Cooling costs are defined as verifiable utility expenses relating to the operation of air conditioning systems or room air conditioners.  Cooling costs related to the operation of fans are not included.

To be qualified, the household must be billed on a regular basis for its heating or cooling costs.  The household receives the SUA including a heating or cooling component throughout the year.

Households not incurring any separate utility charges or billed separately for water, cooking fuel, sewer and/or garbage collection are not entitled to the SUA.  The household may be entitled to the non-heating cooling standard if they are billed for any of these utility expenses.

DMH participants who pay a portion of utilities are entitled to the SUA if applicable.

A household that received energy assistance benefits covering one of the last 12 months at its current address is entitled to the standard utility allowance for the certification period even if it does not incur any out-of-pocket expense.

The standard utility allowance is $195 per month.

2. Non-Heating/Cooling Standard (NHCS)

If the household does not qualify for the SUA, but incurs a utility expense, use the NHCS.

The NHCS includes utility charges other than for heating/cooling which the household incurs.  To use the NHCS in calculating shelter costs, the utility charges must be separate from the household's rent or mortgage costs and actually incurred by the household.

To be qualified for the NHCS, the household must be billed on a regular basis for its utility costs.

Households with heating/cooling costs included in the rent but are billed separately for water, cooking fuel, sewer and/or garbage collection are entitled to the NHCS.

DMH participants who pay a portion of utility cost but are not entitled to the SUA, are entitled to the NHCS.

The NHCS does not include telephone costs.  The telephone standard may be used with the non-heating/cooling standard.


The NHCS is $80 per month.

3. Telephone Standard

The telephone standard may be used to determine shelter costs.  If the household is not entitled to use the SUA but has a telephone cost, use the standard telephone allowance.  The telephone standard may be used with the NHCS when the household is entitled to both expenses.

The telephone standard is $26 per month.

1115.035.25.20        Utility Decision Period
IM-#1   January 15, 1999

Determine the appropriate standard for utility expenses for each household at the following times:

 1. at certification,

 2. at recertification, and

 3. whenever a change in residence or a change in utility arrangements occur.  If the household's utility arrangement changes, determine the appropriate utility standard for the household.

1115.035.25.25        Households Sharing Utilities
IM-#1   January 15, 1999

1. When more than one household shares the same living quarters and shares one or more of the utility costs that are billed separately from rent or mortgage payments, each FS household is entitled to a prorated share of the appropriate utility standard(s).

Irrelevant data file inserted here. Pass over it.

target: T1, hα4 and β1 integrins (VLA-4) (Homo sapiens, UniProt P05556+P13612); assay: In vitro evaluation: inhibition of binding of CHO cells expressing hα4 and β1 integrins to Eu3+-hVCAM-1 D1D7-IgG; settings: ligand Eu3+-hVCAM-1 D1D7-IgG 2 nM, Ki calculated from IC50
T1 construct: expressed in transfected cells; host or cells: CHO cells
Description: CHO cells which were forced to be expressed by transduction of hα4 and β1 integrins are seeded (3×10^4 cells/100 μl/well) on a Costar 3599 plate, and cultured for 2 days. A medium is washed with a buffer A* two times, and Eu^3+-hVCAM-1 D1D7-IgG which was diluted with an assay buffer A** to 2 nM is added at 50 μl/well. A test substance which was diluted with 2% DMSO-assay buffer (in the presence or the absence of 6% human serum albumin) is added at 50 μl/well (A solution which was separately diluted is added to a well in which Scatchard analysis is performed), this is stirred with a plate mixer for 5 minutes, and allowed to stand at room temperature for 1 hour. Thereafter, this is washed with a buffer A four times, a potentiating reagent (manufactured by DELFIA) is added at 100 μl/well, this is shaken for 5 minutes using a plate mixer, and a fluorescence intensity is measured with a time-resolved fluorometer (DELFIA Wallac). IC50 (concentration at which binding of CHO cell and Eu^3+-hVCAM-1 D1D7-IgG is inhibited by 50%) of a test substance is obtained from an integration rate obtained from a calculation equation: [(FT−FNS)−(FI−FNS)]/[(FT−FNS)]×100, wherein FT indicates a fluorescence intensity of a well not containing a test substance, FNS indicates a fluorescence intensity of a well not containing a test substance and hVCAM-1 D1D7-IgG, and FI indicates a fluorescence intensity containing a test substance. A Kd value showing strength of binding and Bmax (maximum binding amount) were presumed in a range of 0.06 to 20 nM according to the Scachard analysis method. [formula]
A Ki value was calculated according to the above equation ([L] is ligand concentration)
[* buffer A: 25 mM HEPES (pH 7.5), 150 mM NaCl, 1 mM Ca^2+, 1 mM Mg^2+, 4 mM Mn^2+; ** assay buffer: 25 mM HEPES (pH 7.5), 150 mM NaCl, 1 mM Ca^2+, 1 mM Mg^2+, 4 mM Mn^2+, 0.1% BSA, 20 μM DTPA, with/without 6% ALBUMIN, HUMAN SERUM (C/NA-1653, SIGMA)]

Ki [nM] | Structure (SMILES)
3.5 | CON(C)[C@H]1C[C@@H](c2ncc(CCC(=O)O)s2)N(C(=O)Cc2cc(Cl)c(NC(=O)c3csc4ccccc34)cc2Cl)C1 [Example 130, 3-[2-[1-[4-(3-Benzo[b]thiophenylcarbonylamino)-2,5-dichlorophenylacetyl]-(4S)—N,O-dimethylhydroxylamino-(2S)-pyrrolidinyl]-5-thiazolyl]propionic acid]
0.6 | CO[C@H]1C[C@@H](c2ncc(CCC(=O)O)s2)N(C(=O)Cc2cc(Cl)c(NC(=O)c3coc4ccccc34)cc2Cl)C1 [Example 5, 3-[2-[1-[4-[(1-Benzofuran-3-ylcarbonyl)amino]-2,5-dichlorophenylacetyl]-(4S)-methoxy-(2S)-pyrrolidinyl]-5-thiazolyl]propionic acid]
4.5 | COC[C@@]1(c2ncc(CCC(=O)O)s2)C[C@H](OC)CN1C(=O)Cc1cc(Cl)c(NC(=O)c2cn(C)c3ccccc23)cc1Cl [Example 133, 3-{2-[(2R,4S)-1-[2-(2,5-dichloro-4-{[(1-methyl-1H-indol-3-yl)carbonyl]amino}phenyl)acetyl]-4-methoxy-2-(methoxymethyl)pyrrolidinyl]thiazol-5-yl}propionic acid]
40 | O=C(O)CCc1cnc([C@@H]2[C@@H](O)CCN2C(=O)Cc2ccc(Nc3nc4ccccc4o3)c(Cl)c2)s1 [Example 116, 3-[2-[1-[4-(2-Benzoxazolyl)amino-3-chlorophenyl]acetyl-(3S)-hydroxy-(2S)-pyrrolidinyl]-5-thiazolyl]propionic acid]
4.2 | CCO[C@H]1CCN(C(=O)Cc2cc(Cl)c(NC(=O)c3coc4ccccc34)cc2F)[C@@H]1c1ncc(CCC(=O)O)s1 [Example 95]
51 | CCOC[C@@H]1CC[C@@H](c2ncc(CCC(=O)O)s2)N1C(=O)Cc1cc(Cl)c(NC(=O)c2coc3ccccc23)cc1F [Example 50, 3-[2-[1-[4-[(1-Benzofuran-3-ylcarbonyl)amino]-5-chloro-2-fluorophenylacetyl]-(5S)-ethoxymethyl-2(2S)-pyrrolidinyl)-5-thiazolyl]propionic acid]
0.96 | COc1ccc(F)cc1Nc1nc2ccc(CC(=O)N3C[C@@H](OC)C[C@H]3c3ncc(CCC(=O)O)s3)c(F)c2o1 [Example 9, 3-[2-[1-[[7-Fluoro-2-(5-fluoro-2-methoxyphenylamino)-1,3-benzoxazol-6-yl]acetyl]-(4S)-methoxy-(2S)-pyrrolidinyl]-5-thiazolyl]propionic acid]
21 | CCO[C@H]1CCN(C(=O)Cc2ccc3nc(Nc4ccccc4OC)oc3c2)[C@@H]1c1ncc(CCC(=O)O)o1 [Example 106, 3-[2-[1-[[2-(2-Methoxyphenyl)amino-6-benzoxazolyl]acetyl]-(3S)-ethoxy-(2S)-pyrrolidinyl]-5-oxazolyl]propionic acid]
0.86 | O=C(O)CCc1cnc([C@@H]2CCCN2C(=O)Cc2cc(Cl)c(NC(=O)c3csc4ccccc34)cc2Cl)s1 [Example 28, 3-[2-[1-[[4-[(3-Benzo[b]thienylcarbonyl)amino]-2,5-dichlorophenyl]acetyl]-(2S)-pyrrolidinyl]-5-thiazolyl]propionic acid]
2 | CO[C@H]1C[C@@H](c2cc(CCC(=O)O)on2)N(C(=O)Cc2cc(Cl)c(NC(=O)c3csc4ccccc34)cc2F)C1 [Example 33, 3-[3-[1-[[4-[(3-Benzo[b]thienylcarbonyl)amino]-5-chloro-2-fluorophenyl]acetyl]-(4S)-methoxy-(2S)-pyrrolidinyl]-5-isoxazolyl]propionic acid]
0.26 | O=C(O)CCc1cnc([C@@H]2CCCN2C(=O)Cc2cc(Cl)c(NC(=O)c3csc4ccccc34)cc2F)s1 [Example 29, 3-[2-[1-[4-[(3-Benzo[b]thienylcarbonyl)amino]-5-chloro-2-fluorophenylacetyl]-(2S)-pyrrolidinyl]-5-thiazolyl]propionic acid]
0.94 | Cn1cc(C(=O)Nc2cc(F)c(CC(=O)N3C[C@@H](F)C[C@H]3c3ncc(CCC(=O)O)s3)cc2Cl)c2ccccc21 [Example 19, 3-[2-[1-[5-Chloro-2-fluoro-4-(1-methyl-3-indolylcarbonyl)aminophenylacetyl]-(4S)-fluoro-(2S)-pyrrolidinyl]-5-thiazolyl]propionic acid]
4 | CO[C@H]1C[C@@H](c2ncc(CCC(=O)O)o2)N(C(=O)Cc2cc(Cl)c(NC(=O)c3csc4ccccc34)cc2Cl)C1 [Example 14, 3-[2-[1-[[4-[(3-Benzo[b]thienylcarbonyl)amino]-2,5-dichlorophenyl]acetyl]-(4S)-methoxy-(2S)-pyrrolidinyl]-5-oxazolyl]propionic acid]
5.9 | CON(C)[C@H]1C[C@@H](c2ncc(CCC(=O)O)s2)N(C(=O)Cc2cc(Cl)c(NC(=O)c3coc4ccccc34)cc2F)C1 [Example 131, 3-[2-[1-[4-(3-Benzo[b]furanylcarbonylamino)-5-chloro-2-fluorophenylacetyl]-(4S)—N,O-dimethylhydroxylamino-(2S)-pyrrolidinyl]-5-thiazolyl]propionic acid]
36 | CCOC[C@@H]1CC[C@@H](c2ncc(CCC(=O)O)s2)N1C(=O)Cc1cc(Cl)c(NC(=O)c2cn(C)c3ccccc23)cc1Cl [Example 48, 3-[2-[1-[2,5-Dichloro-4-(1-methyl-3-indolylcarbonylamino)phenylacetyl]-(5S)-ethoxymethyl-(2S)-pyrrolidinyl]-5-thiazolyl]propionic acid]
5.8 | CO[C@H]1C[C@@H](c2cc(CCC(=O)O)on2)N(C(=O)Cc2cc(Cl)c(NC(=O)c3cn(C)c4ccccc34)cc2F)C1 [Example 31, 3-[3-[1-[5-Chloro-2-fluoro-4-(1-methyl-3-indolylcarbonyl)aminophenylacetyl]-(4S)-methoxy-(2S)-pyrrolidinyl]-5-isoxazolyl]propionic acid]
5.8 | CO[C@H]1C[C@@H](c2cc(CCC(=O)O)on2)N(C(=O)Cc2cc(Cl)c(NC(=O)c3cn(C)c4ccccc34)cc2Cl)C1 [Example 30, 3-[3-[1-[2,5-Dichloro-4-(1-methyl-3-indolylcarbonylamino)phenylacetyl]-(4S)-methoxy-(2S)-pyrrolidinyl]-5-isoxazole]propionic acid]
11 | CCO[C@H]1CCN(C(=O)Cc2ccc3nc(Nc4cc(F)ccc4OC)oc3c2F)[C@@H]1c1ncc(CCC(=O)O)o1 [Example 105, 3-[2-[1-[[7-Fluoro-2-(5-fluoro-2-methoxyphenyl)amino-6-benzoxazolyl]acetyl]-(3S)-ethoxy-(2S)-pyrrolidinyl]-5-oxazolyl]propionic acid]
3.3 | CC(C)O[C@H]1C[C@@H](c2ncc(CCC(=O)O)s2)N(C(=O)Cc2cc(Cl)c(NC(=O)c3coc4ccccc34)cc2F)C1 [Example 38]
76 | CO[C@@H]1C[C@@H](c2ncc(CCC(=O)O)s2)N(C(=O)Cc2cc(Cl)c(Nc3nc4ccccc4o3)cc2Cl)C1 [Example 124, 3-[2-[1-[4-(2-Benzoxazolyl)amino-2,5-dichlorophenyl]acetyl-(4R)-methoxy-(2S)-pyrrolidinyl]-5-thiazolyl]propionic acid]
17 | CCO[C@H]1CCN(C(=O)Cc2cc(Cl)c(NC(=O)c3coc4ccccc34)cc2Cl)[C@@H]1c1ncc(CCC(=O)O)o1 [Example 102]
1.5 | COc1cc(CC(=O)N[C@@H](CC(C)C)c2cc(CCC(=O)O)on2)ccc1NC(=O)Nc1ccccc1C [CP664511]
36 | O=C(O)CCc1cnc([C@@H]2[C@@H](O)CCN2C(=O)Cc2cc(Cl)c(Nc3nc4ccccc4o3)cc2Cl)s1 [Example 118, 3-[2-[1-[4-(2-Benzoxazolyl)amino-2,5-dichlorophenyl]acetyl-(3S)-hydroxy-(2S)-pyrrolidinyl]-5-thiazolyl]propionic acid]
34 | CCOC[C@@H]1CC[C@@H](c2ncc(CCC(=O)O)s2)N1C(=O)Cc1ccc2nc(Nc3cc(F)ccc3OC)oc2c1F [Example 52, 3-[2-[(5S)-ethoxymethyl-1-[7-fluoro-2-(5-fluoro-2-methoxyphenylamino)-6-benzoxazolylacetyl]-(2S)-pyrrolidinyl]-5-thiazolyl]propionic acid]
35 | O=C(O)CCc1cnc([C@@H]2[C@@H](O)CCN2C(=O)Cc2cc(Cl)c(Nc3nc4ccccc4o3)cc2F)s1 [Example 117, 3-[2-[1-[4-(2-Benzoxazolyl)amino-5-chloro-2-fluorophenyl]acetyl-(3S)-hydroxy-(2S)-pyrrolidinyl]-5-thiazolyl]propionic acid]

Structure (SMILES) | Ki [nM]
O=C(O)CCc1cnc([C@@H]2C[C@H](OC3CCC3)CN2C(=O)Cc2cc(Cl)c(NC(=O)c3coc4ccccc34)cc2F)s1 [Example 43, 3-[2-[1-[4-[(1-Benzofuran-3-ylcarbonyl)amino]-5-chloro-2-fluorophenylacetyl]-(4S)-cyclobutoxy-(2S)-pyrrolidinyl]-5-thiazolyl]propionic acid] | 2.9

a. When one household's name is on the utility bill and it alone pays the bill, budget the full appropriate utility standard for the household.

  b. When one household's name is on the utility bill and other household(s) sharing the residence contribute to paying the bill, all households contributing to the payment of the utility expense may receive a prorated share of the appropriate utility standard.

  c. If some households contributing to payment of the utility expense are not FS households, the FS household(s) is entitled to a prorated share of the appropriate utility standard.


2. When two or more families share a meter but have separate living quarters and the utility bill is addressed to only one family, accept the unaddressed household's statement of  liability for the expense unless it is questionable.

3. Households residing in low income housing or other rental units with utilities included in the rent but liable for excess utilities are entitled to the NHCS for the months in which they are billed for excess utilities.  At certification, if the household cannot reasonably anticipate the months they will be billed for excess utilities, do not allow the NHCS.  During the certification period, if the household reports it is billed for excess utilities on an on-going basis or during an anticipated period of time, allow the NHCS for the remainder of the certification period or the period of time anticipated by the household.

Example:  An elderly individual resides in a senior citizens housing complex.  Utilities are included in the rent, but the individual is billed $10 per month for excess utilities in June, July and August for use of an air conditioner.  Allow the NHCS only for the months the household is billed for excess utilities.

4. If a rental household is billed monthly by the landlord for actual usage of heating or cooling expense as determined through individual metering or a utility company bill, the SUA should be used.